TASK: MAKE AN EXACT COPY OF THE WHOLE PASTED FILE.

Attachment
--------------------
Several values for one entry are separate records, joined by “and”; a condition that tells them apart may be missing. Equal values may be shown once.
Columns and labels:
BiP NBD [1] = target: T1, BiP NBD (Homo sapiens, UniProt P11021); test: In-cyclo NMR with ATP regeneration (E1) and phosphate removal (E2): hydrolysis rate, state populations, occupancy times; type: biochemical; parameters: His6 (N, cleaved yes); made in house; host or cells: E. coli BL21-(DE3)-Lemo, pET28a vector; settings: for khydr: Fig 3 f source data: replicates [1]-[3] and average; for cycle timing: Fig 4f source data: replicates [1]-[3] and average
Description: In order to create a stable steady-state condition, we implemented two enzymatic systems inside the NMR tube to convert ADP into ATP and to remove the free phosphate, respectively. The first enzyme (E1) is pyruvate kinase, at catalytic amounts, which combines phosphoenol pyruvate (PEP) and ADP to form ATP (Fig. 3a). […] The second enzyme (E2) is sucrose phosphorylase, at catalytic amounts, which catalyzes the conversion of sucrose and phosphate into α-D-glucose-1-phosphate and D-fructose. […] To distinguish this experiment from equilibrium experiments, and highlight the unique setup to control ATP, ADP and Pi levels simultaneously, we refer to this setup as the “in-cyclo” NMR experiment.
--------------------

Several values for one entry are separate records, joined by “and”; a condition that tells them apart may be missing. Equal values may be shown once.
Columns and labels:
BiP NBD [1] = target: T1, BiP NBD (Homo sapiens, UniProt P11021); test: In-cyclo NMR with ATP regeneration (E1) and phosphate removal (E2): hydrolysis rate, state populations, occupancy times; type: biochemical; parameters: His6 (N, cleaved yes); made in house; host or cells: E. coli BL21-(DE3)-Lemo, pET28a vector; settings: for khydr: Fig 3 f source data: replicates [1]-[3] and average; for cycle timing: Fig 4f source data: replicates [1]-[3] and average
Description: In order to create a stable steady-state condition, we implemented two enzymatic systems inside the NMR tube to convert ADP into ATP and to remove the free phosphate, respectively. The first enzyme (E1) is pyruvate kinase, at catalytic amounts, which combines phosphoenol pyruvate (PEP) and ADP to form ATP (Fig. 3a). […] The second enzyme (E2) is sucrose phosphorylase, at catalytic amounts, which catalyzes the conversion of sucrose and phosphate into α-D-glucose-1-phosphate and D-fructose. […] To distinguish this experiment from equilibrium experiments, and highlight the unique setup to control ATP, ADP and Pi levels simultaneously, we refer to this setup as the “in-cyclo” NMR experiment.